Ten people were killed when gunmen wearing explosive belts stormed a police building in the Iraqi city of Ramadi on Sunday, police and provincial officials said.
The attack in mainly Sunni Anbar province followed several weeks of bombings targeting Shi'ites after the eruption of a political crisis that has threatened to break up the coalition government and raised fears of renewed sectarian violence.
The assault in Ramadi, a onetime al Qaeda hotspot where militants frequently attack government facilities, provided a new test for Iraqi security forces without the support of U.S. troops, the last of which pulled out in mid-December, nearly nine years after the invasion that toppled Saddam Hussein.
Six gunmen, three policemen and a civilian died in the assault on the Ramadi police building, which houses an anti-terrorism unit and a jail, and 18 other people were wounded, police and hospital sources said.
One of the attackers detonated his explosive belt at the entrance to the police building and others tried unsuccessfully to take hostages but were turned away by intense gunfire from security forces inside, police and provincial officials said.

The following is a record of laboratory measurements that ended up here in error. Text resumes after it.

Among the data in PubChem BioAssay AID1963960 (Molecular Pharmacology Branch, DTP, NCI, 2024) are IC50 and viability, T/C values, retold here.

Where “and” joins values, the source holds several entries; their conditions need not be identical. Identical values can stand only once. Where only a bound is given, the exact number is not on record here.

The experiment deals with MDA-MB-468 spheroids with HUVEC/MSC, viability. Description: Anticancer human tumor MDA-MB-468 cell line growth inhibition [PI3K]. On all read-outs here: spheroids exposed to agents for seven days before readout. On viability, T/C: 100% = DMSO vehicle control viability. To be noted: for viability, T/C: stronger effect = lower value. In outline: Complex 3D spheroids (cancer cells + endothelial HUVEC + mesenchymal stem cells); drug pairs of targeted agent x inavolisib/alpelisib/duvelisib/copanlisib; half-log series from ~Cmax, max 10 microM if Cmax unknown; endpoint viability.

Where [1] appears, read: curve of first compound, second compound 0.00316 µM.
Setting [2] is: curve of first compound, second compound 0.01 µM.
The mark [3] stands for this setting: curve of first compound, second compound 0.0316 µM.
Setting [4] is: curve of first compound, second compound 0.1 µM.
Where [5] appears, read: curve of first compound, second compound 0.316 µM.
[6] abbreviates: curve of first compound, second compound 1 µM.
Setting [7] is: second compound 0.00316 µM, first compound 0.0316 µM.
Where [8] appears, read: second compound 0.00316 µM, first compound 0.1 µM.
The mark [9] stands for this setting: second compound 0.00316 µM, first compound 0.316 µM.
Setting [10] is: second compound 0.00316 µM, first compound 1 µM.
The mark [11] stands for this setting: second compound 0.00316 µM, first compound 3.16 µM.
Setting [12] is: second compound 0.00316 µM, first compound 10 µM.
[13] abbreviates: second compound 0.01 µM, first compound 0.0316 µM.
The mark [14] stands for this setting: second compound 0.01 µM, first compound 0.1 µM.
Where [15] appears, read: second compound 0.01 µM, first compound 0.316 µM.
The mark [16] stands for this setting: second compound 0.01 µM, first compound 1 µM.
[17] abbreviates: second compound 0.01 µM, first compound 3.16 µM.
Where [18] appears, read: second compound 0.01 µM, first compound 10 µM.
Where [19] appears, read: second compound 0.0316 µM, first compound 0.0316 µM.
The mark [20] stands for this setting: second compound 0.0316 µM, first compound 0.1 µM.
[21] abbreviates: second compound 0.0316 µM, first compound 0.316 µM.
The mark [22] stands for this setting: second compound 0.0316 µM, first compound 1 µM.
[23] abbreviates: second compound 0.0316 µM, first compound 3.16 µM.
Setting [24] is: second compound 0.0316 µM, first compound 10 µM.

Three of the gunmen were killed by police gunfire and three blew themselves up, the last after he was cornered by security forces on a rooftop, the officials said.
Ramadi, the Anbar provincial capital, witnessed some of the worst violence during the height of the war that followed the 2003 U.S.-led invasion. It was the heart of a Sunni Islamist insurgency tied to al Qaeda.
Anbar tribal leaders and thousands of Sunni insurgents eventually turned against al Qaeda and formed the Sahwa militia, which joined U.S. forces and helped turn the tide of the war.
Iraqi security officials have expressed concern that al Qaeda may regroup in Anbar following the U.S. withdrawal.
Anbar has had testy relations with the central government recently, particularly following an arrest campaign against former members of Saddam's banned Baath party. Local officials have suggested Anbar might join other Sunni-majority provinces in seeking more autonomy.
Violence in Iraq has ebbed since the height of sectarian slaughter in 2006-2007 but Sunni insurgents and rival Shi'ite militias still carry out attacks almost daily. Insurgents often target local government buildings and security forces.
The attack in Ramadi came a day after a suicide bomber killed more than 50 people and wounded more than 100 in an attack on Shi'ite pilgrims passing through a police checkpoint in the southern city of Basra.
Tensions are running high in Iraq, four weeks after the last U.S. troops pulled out, following moves by the Shi'ite-led government against two Sunni political leaders and a series of bombings that have killed scores of Shi'ites.
(Reporting by Fadhel al-Badrani; writing by Jim Loney and Patrick Markey; Editing by Andrew Roche)